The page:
And don’t worry designers- the font-stretch property does not mean that we’re stretching fonts. Just like with all other axes, we are simply interpolating along the font’s italic axis.
Performance budget savings
One of the main reasons we were keen to explore variable fonts was the fact that they include multiple font variations in just one file. This means we could greatly reduce the number of HTTP requests for font files and exponentially save on retrieved data. Fewer requests to the server and smaller files allow us to spend our performance budget on other areas, like animation, videos, etc.
To test this out, we conducted a comparison experiment using regular (Google) fonts and variable fonts to build out the same design. For our variable fonts build, we used two variable fonts, Jabin by Frida Medrano and FF Meta Variable Demo by Monotype Imaging Inc. For our regular fonts build, we used two Google typefaces, Lato and Cormorant Garamond. Right away we had to download eight different separate Google font files worth 712.8 KB of data to achieve all the font weights and styles in our design.
The two variable font files on the other hand, included all the font weights and styles we needed– and much more for just 117.5KB of data!
Note that as we were examining several variable fonts’ file sizes, we realized that while the majority of files are considerably small for how much bang you get for your buck, it is not true for all cases. Variable font file size and therefore savings varies significantly depending on the number of encoded input fonts and axes.
Considering all of the cool things we're able to do with variable fonts, one big question we had while conducting our research into the topic was "why are we not seeing these fonts everywhere?" Well, despite all of these really cool things, there are of course some drawbacks that might be preventing people from working with VF more often. Fortunately, a lot of these current limitations might not be problems in the imminent future. For example, finding readily available variable fonts can be somewhat challenging. There's no Google Fonts for variable fonts yet where designers can endlessly scroll through free font after free font. We're facing a bit of a choice underload when it comes to selecting a free (or at least cost-friendly) variable font. However, it appears that Google is aware of this and already has something in the works that could lead to the first free Google variable font.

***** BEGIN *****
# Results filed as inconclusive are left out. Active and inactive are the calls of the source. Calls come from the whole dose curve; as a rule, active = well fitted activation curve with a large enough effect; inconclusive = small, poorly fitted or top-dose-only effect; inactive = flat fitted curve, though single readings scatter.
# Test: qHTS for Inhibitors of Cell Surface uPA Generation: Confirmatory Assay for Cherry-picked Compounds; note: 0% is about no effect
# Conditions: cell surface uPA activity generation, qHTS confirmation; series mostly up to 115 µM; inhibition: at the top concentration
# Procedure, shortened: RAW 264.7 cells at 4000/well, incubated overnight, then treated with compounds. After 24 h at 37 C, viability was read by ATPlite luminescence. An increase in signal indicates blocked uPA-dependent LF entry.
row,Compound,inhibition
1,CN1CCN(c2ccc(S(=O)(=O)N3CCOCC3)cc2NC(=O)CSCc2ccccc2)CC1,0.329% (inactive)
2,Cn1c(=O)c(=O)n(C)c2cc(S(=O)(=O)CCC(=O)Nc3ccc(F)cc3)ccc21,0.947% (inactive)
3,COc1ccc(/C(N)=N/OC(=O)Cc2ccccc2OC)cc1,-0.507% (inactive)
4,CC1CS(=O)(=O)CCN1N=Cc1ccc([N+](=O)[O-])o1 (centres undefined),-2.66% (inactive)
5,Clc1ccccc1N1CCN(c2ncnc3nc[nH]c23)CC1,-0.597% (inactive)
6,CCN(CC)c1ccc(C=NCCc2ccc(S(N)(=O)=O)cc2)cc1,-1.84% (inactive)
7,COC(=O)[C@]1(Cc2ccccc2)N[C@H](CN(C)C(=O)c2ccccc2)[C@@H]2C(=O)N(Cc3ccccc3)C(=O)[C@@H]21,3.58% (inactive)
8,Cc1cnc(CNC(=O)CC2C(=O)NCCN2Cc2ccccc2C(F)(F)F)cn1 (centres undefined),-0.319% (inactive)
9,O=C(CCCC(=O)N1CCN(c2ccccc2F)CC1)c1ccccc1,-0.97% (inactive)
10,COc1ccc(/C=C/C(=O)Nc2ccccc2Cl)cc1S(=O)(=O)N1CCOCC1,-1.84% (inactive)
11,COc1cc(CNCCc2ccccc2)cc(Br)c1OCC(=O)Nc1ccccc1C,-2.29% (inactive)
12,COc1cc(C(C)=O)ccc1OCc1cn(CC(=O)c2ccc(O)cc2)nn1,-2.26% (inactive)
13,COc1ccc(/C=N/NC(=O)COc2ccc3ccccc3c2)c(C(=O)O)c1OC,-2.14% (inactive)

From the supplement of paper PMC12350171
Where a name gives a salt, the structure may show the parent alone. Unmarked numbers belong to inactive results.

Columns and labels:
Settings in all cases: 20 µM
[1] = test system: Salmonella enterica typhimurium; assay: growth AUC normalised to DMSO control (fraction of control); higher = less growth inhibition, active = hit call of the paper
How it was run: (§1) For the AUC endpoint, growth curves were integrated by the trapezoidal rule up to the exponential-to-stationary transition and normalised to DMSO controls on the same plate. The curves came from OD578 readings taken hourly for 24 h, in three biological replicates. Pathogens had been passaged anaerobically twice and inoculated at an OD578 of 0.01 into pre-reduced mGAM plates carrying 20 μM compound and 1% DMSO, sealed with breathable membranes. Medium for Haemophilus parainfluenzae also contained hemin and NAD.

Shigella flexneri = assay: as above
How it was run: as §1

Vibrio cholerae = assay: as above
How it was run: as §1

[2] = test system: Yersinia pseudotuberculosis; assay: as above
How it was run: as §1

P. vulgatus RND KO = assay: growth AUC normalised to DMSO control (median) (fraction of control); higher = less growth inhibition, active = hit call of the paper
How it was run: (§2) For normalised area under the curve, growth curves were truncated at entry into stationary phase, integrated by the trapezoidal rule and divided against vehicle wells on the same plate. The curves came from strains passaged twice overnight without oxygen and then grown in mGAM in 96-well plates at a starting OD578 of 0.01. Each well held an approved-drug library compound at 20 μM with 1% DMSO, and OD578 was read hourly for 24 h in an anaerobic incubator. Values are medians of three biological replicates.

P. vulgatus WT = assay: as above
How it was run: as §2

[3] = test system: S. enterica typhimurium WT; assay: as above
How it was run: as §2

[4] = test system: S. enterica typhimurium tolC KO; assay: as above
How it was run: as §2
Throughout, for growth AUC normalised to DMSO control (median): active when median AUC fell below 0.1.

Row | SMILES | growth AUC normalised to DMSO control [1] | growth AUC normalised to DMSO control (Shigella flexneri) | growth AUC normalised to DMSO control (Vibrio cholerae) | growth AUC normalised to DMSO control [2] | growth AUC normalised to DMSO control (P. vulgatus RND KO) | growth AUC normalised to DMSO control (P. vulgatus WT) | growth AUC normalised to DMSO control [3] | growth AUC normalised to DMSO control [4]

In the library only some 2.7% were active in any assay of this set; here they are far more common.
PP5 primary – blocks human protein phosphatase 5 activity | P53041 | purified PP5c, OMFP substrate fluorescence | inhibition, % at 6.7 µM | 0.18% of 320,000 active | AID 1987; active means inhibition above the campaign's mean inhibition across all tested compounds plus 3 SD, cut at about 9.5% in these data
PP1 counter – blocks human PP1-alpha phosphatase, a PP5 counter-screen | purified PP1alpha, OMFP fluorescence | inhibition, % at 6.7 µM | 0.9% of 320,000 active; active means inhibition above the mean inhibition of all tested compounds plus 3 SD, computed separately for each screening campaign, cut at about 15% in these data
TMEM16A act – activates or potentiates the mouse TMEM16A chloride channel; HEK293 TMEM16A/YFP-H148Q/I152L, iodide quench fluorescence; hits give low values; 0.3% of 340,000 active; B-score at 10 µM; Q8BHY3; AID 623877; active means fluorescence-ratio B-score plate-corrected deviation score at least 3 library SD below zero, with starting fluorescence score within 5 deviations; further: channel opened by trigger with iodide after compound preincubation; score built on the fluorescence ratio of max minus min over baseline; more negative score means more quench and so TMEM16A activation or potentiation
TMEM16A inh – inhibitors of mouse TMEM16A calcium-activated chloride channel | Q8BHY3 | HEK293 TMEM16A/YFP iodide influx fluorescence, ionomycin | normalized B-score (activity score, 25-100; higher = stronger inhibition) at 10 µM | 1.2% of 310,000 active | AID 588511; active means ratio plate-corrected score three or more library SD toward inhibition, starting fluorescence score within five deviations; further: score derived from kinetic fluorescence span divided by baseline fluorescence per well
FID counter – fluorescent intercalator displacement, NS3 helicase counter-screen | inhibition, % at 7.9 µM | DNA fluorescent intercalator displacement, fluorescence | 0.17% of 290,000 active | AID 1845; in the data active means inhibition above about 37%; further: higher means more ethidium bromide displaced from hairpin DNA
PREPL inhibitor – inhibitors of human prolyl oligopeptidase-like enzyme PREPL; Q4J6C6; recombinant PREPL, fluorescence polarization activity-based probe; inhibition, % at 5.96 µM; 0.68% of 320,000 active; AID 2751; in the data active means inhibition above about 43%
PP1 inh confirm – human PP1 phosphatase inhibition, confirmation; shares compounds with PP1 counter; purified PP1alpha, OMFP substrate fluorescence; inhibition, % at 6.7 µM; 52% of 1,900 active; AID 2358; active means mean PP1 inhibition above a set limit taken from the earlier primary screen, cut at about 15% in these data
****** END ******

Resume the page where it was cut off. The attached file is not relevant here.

Another major limitation is that variable fonts currently aren't supported in commonly used design tools like Figma, although it seems this is on their radar and could be remedied in the near future as well. Some Adobe products like Illustrator and Photoshop already support a handful of common variable fonts. At Viget, we mostly work in Figma, which made designing a webpage using variable fonts extremely difficult since all the designs were essentially just hypothetical.
One of the coolest things (we think) about variable fonts is that they really lend themselves to be animated in unique ways. However, this actually ends up being a limitation because designers can't prototype animations without jumping straight into code. This requires a lot of communicating with the front-end developer about what you want your animation to do– which isn't necessarily a bad thing, but does take extra time.
And speaking of front-end development, check out part 2 of this variable fonts breakdown, where we explain how to actually use this stuff in your code!